A Chapman University faculty member has published new research showing why many teenagers consume energy drinks, how often, the age they started and what influences their choice of brands. Results showed that 40 percent of ...

Energy drinks can negatively impact health of youth

January 15, 2018
Over half of Canadian youth and young adults who have consumed energy drinks have experienced negative health effects as a result, according to a study from the University of Waterloo.

Water outperforms sports drinks for young athletes

April 14, 2017
(HealthDay)—Water is a better bet than sports drinks for young athletes, sports medicine specialists say.

Energy and sports drinks not for kids: study

May 31, 2011
(Medical Xpress) -- In a recent study published in Pediatrics, Dr. Holly Benjamin from the American Academy of Pediatrics, urged parents and pediatricians to keep sports drinks and energy drinks away from children and adolescents. ...

US teen dies of caffeine overdose

May 17, 2017
A coffee, a caffeinated drink and an energy soda proved a deadly combination for a South Carolina teenager who died within two hours of consuming them, triggering warnings about the risks of caffeine overdose.

Recommended for you

Low-fat or low-carb? It's a draw, study finds

February 20, 2018
New evidence from a study at the Stanford University School of Medicine might dismay those who have chosen sides in the low-fat versus low-carb diet debate.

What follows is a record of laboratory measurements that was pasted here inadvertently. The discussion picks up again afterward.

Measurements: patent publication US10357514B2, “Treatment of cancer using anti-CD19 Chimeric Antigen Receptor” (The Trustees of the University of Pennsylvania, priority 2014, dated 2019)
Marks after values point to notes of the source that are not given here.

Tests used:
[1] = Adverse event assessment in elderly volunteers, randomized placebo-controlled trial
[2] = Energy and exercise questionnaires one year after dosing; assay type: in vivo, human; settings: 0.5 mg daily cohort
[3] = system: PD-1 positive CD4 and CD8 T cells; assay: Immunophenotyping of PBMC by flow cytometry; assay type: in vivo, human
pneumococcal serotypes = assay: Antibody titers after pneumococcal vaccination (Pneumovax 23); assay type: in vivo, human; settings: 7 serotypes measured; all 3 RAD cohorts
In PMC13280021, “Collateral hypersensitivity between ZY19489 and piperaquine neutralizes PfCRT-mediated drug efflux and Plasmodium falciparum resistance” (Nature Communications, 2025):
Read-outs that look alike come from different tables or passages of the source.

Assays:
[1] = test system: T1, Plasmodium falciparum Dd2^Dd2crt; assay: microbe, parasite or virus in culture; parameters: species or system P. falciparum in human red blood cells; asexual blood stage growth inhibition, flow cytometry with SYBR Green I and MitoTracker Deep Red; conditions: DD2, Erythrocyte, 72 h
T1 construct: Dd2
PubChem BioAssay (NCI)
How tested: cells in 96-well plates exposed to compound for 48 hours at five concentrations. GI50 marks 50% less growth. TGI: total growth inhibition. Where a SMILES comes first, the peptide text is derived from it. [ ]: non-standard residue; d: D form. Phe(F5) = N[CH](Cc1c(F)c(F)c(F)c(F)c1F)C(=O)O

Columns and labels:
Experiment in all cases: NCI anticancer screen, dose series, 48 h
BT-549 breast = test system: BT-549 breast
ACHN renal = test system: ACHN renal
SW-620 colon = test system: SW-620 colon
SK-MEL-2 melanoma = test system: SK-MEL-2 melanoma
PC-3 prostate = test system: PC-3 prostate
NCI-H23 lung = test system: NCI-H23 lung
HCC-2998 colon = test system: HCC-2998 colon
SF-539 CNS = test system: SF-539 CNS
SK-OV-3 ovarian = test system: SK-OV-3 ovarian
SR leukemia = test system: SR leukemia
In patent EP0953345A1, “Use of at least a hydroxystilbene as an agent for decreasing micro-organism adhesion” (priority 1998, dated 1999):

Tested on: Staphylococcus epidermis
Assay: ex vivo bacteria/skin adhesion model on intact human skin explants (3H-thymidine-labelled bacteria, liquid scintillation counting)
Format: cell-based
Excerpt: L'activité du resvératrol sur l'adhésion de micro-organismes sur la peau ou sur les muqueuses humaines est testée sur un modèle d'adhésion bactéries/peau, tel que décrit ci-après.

Tobacco kills, no matter how it's smoked: study

February 20, 2018
(HealthDay)—Smokers who think cigars or pipes are somehow safer than cigarettes may want to think again, new research indicates.

Just a few minutes of light intensity exercise linked to lower death risk in older men

February 19, 2018
Clocking up just a few minutes at a time of any level of physical activity, including of light intensity, is linked to a lower risk of death in older men, suggests research published online in the British Journal of Sports ...

Calcium and Vitamin D supplements are not associated with risk of heart attacks

February 16, 2018
New research from the University of Southampton has found no association between the use of calcium or vitamin D supplementation and cardiovascular events such as heart attacks.

Women who clean at home or work face increased lung function decline

February 16, 2018
Women who work as cleaners or regularly use cleaning sprays or other cleaning products at home appear to experience a greater decline in lung function over time than women who do not clean, according to new research published ...

Study shows options to decrease risk of motor vehicle crashes for adolescent drivers

February 16, 2018
Adolescents who receive comprehensive and challenging on-road driving assessments prior to taking the license test might be protected from future motor vehicle crashes, according to a University of Alabama at Birmingham study ...

0 comments

Please sign in to add a comment. Registration is free, and takes less than a minute. Read more

Click here to reset your password.
Sign in to get notified via email when new comments are made.